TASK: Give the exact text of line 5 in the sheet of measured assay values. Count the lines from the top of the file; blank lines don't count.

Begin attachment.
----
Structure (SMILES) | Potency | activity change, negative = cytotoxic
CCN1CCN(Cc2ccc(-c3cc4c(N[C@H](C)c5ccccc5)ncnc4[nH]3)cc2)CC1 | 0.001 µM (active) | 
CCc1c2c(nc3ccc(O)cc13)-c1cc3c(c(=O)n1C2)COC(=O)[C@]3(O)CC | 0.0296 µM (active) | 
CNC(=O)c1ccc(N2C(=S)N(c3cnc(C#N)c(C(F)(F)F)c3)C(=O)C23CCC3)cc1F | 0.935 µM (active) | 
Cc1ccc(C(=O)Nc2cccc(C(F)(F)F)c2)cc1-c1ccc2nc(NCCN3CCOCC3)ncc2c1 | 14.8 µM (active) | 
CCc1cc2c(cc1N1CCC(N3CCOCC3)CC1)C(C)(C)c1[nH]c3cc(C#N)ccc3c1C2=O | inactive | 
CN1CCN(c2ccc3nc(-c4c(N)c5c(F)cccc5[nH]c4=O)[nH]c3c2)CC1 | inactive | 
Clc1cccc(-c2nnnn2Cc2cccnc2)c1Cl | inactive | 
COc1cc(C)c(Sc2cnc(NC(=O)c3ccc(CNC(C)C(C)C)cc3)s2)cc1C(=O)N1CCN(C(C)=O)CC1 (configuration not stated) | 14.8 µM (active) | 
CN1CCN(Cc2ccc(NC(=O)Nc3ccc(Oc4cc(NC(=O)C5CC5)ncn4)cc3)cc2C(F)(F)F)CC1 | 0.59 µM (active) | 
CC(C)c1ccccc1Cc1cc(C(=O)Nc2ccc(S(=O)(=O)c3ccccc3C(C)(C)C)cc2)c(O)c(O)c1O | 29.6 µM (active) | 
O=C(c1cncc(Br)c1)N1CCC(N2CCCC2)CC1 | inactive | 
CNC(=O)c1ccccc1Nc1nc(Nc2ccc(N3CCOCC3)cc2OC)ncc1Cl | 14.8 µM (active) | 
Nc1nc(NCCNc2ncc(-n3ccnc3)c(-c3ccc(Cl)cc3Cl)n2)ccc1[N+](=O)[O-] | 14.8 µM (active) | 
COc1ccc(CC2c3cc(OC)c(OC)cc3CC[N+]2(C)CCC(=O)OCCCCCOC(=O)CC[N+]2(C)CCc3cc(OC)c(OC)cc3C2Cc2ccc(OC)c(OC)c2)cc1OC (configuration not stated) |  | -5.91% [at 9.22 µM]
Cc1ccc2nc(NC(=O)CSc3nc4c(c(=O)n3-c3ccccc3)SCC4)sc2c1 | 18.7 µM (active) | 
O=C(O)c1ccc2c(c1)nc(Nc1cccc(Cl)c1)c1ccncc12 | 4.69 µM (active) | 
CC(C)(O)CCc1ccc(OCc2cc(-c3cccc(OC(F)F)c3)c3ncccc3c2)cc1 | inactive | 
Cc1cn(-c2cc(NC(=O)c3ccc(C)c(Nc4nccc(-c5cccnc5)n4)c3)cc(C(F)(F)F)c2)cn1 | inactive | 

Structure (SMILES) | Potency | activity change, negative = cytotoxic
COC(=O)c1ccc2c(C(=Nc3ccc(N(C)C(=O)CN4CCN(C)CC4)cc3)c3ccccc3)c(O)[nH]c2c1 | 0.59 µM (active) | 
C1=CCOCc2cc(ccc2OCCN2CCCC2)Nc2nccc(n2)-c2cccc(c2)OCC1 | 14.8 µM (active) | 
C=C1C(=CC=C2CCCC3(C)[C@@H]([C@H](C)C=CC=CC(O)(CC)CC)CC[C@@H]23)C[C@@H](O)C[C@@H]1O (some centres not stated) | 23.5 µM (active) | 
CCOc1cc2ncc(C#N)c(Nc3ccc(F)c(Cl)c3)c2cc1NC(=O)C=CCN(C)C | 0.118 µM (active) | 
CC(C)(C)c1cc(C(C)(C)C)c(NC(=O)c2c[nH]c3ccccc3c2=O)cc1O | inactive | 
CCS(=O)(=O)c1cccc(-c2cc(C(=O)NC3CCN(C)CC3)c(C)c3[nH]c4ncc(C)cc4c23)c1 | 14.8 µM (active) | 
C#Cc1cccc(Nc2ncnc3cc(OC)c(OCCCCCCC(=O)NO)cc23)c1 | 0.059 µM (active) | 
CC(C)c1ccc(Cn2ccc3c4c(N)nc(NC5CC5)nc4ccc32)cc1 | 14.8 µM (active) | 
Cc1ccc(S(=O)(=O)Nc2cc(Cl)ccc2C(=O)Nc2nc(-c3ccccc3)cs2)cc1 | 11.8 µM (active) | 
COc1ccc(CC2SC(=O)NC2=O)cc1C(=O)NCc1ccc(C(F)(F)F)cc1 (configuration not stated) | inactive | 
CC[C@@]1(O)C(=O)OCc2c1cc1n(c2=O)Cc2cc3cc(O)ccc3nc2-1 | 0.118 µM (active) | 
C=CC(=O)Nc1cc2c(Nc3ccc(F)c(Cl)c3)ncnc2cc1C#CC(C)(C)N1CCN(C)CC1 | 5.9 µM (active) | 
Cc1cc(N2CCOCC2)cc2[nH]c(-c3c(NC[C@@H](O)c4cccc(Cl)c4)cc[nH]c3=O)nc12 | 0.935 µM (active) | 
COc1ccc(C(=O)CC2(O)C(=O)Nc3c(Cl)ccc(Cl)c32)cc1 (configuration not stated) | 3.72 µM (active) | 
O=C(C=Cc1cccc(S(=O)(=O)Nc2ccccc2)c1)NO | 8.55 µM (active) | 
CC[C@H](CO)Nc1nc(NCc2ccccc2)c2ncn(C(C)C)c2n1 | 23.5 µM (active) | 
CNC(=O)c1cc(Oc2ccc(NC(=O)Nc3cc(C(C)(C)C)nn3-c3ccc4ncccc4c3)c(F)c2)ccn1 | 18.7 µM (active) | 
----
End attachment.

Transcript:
Cc1ccc(C(=O)Nc2cccc(C(F)(F)F)c2)cc1-c1ccc2nc(NCCN3CCOCC3)ncc2c1 | 14.8 µM (active) | 